Health Savings Accounts (HSA) are great way to save for future medical expenses and to reduce your current taxes.
As we all face increased out-of-pocket medical expenses, one method to prepare is to open an HSA, which is like an IRA but offers a triple tax advantage. Your contribution is tax-deductible in the year it’s made, regardless of your income. It grows tax-deferred or tax-free. And funds withdrawn for qualified medical expenses are tax-free.
Qualifying for an HSA
To qualify, you must be enrolled in a high-deductible health plan. In 2017 the minimum annual deductible is $1,300 for individuals and $2,600 for a family. The maximum annual out-of-pocket expenses (deductibles, copayments and other amounts, but not premiums) cannot exceed $13,650 for individual coverage and $13,100 for family coverage. Always check with your insurer to confirm that your policy is HSA-eligible. Some health plans offered through the Affordable Care Act exchange are eligible for HSAs.
Unlike other tax-advantaged savings accounts, there are no income limits on the deductibility of HSA contributions. In 2017, you may make tax-deductible contributions of up to $3,400 for individual coverage or up to $6,750 for family coverage. People age 55 and older can contribute an additional $1,000 per year. You can add money to the account until the due date of the tax return for the previous year’s contributions. You may be able to continue to contribute after the age of 65 if you have not enrolled in Medicare Part A or Medicare Part B.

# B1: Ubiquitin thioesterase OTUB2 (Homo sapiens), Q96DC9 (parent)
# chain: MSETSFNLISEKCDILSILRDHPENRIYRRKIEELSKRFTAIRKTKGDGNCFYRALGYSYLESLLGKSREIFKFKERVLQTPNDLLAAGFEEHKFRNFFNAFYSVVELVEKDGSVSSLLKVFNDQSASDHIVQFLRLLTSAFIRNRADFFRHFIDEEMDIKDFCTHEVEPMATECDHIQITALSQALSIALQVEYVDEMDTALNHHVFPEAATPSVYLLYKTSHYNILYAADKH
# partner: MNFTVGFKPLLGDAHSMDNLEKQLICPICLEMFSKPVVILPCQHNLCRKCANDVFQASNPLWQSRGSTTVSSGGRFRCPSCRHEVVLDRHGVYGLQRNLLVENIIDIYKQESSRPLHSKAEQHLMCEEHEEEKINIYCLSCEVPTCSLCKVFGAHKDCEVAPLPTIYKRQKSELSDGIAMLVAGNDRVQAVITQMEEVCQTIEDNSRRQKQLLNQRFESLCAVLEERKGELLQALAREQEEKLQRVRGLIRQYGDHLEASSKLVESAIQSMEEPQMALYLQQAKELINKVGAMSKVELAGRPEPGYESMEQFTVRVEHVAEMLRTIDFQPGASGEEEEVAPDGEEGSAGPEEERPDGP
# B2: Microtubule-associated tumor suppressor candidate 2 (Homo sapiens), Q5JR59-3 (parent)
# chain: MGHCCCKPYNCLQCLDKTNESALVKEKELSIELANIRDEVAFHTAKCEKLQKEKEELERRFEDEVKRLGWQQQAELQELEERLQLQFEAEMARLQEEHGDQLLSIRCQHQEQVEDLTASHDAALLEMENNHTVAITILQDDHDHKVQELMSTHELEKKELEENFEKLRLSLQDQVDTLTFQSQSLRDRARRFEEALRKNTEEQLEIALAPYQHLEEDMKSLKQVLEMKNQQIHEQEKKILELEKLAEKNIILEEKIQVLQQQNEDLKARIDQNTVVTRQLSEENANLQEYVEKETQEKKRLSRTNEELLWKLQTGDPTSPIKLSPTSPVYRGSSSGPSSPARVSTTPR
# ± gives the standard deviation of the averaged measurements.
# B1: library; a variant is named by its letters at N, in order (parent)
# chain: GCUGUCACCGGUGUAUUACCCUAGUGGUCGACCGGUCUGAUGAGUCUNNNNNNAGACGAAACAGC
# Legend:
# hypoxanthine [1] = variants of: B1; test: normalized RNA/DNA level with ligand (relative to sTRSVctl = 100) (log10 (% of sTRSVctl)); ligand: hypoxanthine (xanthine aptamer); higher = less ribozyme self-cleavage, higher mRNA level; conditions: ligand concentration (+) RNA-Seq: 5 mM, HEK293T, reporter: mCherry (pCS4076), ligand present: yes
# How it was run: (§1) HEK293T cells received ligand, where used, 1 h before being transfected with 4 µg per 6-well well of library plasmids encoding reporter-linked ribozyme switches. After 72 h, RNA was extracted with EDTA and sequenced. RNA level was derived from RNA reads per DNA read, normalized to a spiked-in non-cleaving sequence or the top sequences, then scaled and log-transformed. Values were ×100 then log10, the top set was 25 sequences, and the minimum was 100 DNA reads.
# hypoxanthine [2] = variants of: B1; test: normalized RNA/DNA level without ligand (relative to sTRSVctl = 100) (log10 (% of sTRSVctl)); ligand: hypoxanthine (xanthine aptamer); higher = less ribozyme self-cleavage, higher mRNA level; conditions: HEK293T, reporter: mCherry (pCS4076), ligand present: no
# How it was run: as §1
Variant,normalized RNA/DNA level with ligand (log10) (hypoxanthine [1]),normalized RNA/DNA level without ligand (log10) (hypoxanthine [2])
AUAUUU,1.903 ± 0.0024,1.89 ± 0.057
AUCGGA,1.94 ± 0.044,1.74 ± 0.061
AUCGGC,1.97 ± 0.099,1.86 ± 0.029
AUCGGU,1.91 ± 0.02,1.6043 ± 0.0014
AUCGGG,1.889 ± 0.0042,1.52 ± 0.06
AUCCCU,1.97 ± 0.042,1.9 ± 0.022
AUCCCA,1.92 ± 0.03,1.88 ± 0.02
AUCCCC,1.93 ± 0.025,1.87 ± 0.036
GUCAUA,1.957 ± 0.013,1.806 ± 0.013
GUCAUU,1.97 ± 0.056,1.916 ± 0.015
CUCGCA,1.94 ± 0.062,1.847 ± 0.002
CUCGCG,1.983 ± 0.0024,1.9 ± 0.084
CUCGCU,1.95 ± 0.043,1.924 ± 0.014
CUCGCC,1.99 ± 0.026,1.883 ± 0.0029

Contributions to an HSA must be made in cash. Contributions of stock or property are not allowed.
If your employer offers an HSA in conjunction with a high-deductible insurance plan, check with your benefits department. Some companies will contribute to your HSA for you.
Qualified medical expenses
Any medical expense that qualifies as deductible by the IRS and is permitted by your health plan may be reimbursed by an HSA. Before age 65, you should check with your plan and with current IRS rules before taking a distribution for medical expenses. Additionally, you should keep receipts and good records for all out-of-pocket health costs in the event of an IRS audit.
If you use HSA funds for non-medical expenses before the age of 65, you will have to pay regular income tax plus a 20% penalty.
HSAs don’t have the “use it or lose it” feature of flexible spending accounts. The money can grow tax-deferred in your account for later use. There’s no deadline for making withdrawals. After age 65, the HSA can be used as an extra traditional retirement-savings account. When you make non-medical withdrawals, you are subject only to ordinary income taxes. You can also use an HSA for prior-year expenses as long as the HSA was established before the expenses were incurred.
HSA investment options and cost
Each administrator has a different fee schedule, which may include account setup and closing fees, monthly or annual maintenance fees and additional fees for using an investment account. Some waive fees when your account reaches a minimum balance. Most charge a flat fee, so the impact decreases as your balance increases.
Some investment options are offered through Health Savings Administrators, which offers access to some low-cost Vanguard funds. HSA Bank offers self-directed investing through TD Ameritrade Brokerage Services.